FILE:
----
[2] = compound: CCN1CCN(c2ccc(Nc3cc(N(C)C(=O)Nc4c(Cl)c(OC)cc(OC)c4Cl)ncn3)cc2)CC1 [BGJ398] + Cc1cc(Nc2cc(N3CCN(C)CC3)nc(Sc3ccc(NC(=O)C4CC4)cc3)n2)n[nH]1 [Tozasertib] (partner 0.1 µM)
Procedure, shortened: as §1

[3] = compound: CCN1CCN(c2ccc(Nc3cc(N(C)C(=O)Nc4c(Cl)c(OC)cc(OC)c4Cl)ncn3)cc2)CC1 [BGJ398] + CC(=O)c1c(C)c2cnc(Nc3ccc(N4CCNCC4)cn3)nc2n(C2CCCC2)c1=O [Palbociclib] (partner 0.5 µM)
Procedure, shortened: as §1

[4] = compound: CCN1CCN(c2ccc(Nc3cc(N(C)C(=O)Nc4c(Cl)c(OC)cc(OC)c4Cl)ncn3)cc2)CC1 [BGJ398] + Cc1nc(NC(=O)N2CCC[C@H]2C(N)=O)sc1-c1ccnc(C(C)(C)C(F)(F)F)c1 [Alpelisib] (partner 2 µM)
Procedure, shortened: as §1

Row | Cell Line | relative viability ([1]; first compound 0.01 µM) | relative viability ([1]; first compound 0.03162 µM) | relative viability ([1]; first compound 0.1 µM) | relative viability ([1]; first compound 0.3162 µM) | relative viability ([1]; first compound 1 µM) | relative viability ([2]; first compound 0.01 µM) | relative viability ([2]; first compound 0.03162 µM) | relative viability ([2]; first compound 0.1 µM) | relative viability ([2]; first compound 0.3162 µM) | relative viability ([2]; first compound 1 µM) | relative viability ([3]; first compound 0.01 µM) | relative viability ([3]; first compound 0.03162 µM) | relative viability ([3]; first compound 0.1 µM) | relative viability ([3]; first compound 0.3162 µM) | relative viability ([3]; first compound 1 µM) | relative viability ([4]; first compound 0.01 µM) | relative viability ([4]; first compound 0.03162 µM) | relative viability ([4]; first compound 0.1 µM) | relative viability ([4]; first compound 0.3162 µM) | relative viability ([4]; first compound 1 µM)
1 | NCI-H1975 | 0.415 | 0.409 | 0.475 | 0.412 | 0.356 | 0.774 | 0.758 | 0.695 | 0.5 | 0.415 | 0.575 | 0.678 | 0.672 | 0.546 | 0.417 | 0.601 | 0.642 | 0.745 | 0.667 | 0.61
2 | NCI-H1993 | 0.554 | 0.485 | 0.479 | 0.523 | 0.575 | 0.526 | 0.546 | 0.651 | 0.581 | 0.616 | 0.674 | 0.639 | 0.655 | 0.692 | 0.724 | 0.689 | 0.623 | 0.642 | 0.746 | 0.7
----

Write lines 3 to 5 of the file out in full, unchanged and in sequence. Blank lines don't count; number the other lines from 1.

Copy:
[3] = compound: CCN1CCN(c2ccc(Nc3cc(N(C)C(=O)Nc4c(Cl)c(OC)cc(OC)c4Cl)ncn3)cc2)CC1 [BGJ398] + CC(=O)c1c(C)c2cnc(Nc3ccc(N4CCNCC4)cn3)nc2n(C2CCCC2)c1=O [Palbociclib] (partner 0.5 µM)
Procedure, shortened: as §1

[4] = compound: CCN1CCN(c2ccc(Nc3cc(N(C)C(=O)Nc4c(Cl)c(OC)cc(OC)c4Cl)ncn3)cc2)CC1 [BGJ398] + Cc1nc(NC(=O)N2CCC[C@H]2C(N)=O)sc1-c1ccnc(C(C)(C)C(F)(F)F)c1 [Alpelisib] (partner 2 µM)